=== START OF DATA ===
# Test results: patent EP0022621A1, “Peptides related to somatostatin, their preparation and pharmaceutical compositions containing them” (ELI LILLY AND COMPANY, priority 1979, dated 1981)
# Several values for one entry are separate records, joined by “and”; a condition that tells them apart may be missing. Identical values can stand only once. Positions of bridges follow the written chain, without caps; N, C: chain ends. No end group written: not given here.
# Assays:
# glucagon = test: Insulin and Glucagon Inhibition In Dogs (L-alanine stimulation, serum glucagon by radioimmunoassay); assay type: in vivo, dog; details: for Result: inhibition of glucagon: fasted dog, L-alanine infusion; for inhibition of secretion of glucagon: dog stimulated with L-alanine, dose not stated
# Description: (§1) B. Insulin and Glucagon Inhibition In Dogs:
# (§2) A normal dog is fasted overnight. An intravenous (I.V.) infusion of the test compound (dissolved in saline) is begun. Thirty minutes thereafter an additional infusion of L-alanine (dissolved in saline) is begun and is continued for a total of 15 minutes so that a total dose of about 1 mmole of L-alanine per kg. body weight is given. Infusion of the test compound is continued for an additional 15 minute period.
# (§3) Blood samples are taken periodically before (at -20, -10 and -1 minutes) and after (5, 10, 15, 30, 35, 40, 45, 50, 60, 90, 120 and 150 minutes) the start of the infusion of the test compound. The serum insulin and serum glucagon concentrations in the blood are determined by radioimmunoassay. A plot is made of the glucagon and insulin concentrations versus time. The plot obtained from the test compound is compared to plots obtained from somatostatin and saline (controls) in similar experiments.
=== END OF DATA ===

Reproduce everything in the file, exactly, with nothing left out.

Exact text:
# Test results: patent EP0022621A1, “Peptides related to somatostatin, their preparation and pharmaceutical compositions containing them” (ELI LILLY AND COMPANY, priority 1979, dated 1981)
# Several values for one entry are separate records, joined by “and”; a condition that tells them apart may be missing. Identical values can stand only once. Positions of bridges follow the written chain, without caps; N, C: chain ends. No end group written: not given here.
# Assays:
# glucagon = test: Insulin and Glucagon Inhibition In Dogs (L-alanine stimulation, serum glucagon by radioimmunoassay); assay type: in vivo, dog; details: for Result: inhibition of glucagon: fasted dog, L-alanine infusion; for inhibition of secretion of glucagon: dog stimulated with L-alanine, dose not stated
# Description: (§1) B. Insulin and Glucagon Inhibition In Dogs:
# (§2) A normal dog is fasted overnight. An intravenous (I.V.) infusion of the test compound (dissolved in saline) is begun. Thirty minutes thereafter an additional infusion of L-alanine (dissolved in saline) is begun and is continued for a total of 15 minutes so that a total dose of about 1 mmole of L-alanine per kg. body weight is given. Infusion of the test compound is continued for an additional 15 minute period.
# (§3) Blood samples are taken periodically before (at -20, -10 and -1 minutes) and after (5, 10, 15, 30, 35, 40, 45, 50, 60, 90, 120 and 150 minutes) the start of the infusion of the test compound. The serum insulin and serum glucagon concentrations in the blood are determined by radioimmunoassay. A plot is made of the glucagon and insulin concentrations versus time. The plot obtained from the test compound is compared to plots obtained from somatostatin and saline (controls) in similar experiments.